Macrobotanical analysis is used to identify carbonized plant remains from archaeological contexts. The presence of these remains can be observed with the naked eye, but microscopes are often necessary for the identification of the plant. Archaeologists take soil samples as they excavate and use a process called “flotation” to recover macrobotanical remains. Carbonized (burned) plant remains will float to the surface when immersed in water, where they can be scooped up, dried out, and analyzed by specialists. The study of macrobotanical remains can be used to reconstruct ancient diets. In cases of excellent preservation, it can even be used to identify the contents of individual pots. Because these materials are carbonized, they can also be used to date deposits using C14 (Carbon 14) dating.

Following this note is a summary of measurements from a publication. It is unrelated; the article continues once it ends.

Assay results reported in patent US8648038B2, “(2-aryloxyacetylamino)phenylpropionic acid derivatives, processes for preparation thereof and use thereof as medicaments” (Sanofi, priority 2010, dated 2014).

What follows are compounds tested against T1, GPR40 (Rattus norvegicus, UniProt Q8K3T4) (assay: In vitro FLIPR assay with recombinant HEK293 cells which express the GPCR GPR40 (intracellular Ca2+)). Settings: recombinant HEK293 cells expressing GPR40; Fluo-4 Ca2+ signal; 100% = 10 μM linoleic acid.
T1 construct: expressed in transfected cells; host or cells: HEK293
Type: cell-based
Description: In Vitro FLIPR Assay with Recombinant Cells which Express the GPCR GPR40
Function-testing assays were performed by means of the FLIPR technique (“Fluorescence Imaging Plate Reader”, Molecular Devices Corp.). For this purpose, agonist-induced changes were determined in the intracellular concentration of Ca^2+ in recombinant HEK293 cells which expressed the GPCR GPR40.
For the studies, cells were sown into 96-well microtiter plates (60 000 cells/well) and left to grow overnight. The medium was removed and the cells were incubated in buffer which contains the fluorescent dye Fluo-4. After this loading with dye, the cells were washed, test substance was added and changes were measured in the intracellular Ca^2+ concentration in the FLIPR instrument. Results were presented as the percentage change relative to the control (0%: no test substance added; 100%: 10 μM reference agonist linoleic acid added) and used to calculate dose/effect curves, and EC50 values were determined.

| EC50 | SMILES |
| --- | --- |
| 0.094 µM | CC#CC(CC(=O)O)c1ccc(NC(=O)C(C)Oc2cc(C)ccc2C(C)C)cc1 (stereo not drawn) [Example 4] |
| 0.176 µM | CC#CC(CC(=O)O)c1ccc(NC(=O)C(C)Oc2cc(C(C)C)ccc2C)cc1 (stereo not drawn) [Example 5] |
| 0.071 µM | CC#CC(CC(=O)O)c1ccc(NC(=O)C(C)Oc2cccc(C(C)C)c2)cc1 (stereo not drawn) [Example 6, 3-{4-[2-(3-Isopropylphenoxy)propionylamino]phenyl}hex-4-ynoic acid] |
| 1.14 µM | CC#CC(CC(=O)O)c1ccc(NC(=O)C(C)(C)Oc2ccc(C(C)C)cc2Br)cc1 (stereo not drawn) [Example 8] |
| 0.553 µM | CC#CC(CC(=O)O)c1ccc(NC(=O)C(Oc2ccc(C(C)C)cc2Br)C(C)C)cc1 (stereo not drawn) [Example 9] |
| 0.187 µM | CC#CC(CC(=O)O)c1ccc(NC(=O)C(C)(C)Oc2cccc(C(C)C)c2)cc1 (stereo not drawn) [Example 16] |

Starch Grain Analysis

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Taking starch grain samples from ground stone pieces at the New World Archaeological Foundation, Summer 2013